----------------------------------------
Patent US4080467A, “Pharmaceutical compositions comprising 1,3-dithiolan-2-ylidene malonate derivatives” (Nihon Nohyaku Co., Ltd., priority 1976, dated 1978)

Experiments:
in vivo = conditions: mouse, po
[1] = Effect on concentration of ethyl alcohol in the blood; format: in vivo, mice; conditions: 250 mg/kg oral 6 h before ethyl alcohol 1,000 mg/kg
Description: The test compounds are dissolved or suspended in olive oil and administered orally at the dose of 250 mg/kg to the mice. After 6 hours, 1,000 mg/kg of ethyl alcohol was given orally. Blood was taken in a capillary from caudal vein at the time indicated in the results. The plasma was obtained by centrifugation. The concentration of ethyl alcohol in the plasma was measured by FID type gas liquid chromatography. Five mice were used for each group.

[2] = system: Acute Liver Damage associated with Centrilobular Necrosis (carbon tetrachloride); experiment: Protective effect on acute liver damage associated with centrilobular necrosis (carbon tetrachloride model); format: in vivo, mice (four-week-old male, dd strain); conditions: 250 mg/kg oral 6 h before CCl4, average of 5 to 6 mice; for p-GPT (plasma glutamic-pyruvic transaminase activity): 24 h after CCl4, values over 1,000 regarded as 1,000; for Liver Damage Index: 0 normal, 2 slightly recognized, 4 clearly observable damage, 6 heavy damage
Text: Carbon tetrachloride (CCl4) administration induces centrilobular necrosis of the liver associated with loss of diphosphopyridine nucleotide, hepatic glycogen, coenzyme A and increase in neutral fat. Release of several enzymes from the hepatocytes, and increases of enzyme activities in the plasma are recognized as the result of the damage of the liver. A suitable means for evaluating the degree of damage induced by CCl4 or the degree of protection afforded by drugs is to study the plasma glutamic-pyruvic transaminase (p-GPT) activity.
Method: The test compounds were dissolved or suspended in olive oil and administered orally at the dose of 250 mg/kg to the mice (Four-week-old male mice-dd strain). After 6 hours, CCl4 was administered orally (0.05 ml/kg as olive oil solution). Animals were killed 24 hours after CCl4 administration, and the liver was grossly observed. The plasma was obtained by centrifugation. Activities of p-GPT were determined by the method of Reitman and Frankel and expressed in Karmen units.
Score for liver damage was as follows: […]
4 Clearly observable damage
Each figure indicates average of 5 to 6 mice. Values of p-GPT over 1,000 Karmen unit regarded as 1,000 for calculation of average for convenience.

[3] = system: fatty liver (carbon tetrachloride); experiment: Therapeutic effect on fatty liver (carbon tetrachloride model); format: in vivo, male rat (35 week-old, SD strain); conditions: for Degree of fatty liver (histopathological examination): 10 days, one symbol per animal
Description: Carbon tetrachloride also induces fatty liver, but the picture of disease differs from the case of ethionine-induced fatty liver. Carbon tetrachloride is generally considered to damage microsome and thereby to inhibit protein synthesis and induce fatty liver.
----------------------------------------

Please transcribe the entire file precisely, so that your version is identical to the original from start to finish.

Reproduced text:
Patent US4080467A, “Pharmaceutical compositions comprising 1,3-dithiolan-2-ylidene malonate derivatives” (Nihon Nohyaku Co., Ltd., priority 1976, dated 1978)

Experiments:
in vivo = conditions: mouse, po
[1] = Effect on concentration of ethyl alcohol in the blood; format: in vivo, mice; conditions: 250 mg/kg oral 6 h before ethyl alcohol 1,000 mg/kg
Description: The test compounds are dissolved or suspended in olive oil and administered orally at the dose of 250 mg/kg to the mice. After 6 hours, 1,000 mg/kg of ethyl alcohol was given orally. Blood was taken in a capillary from caudal vein at the time indicated in the results. The plasma was obtained by centrifugation. The concentration of ethyl alcohol in the plasma was measured by FID type gas liquid chromatography. Five mice were used for each group.

[2] = system: Acute Liver Damage associated with Centrilobular Necrosis (carbon tetrachloride); experiment: Protective effect on acute liver damage associated with centrilobular necrosis (carbon tetrachloride model); format: in vivo, mice (four-week-old male, dd strain); conditions: 250 mg/kg oral 6 h before CCl4, average of 5 to 6 mice; for p-GPT (plasma glutamic-pyruvic transaminase activity): 24 h after CCl4, values over 1,000 regarded as 1,000; for Liver Damage Index: 0 normal, 2 slightly recognized, 4 clearly observable damage, 6 heavy damage
Text: Carbon tetrachloride (CCl4) administration induces centrilobular necrosis of the liver associated with loss of diphosphopyridine nucleotide, hepatic glycogen, coenzyme A and increase in neutral fat. Release of several enzymes from the hepatocytes, and increases of enzyme activities in the plasma are recognized as the result of the damage of the liver. A suitable means for evaluating the degree of damage induced by CCl4 or the degree of protection afforded by drugs is to study the plasma glutamic-pyruvic transaminase (p-GPT) activity.
Method: The test compounds were dissolved or suspended in olive oil and administered orally at the dose of 250 mg/kg to the mice (Four-week-old male mice-dd strain). After 6 hours, CCl4 was administered orally (0.05 ml/kg as olive oil solution). Animals were killed 24 hours after CCl4 administration, and the liver was grossly observed. The plasma was obtained by centrifugation. Activities of p-GPT were determined by the method of Reitman and Frankel and expressed in Karmen units.
Score for liver damage was as follows: […]
4 Clearly observable damage
Each figure indicates average of 5 to 6 mice. Values of p-GPT over 1,000 Karmen unit regarded as 1,000 for calculation of average for convenience.

[3] = system: fatty liver (carbon tetrachloride); experiment: Therapeutic effect on fatty liver (carbon tetrachloride model); format: in vivo, male rat (35 week-old, SD strain); conditions: for Degree of fatty liver (histopathological examination): 10 days, one symbol per animal
Description: Carbon tetrachloride also induces fatty liver, but the picture of disease differs from the case of ethionine-induced fatty liver. Carbon tetrachloride is generally considered to damage microsome and thereby to inhibit protein synthesis and induce fatty liver.